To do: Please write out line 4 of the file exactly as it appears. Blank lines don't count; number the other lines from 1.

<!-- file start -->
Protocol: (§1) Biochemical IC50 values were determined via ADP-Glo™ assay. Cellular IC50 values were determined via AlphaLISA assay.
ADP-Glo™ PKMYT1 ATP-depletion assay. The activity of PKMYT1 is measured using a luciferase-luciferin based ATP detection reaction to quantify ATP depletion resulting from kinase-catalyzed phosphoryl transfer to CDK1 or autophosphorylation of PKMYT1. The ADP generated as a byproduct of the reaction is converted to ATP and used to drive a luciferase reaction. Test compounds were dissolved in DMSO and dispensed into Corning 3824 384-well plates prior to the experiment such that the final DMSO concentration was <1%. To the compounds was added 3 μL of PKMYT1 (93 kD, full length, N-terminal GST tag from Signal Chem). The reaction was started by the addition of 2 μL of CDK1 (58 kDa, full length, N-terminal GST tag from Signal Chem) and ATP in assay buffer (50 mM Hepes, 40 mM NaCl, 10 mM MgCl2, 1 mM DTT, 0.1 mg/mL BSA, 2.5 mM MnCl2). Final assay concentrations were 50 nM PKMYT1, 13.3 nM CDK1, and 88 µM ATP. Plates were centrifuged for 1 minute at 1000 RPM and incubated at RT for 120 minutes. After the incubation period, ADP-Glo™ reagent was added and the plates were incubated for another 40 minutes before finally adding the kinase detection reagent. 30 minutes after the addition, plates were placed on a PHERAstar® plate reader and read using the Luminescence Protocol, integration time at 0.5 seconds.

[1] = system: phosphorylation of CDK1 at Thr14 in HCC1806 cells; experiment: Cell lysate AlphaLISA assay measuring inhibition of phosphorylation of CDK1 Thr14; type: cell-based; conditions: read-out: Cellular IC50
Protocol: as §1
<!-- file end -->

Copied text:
Protocol: as §1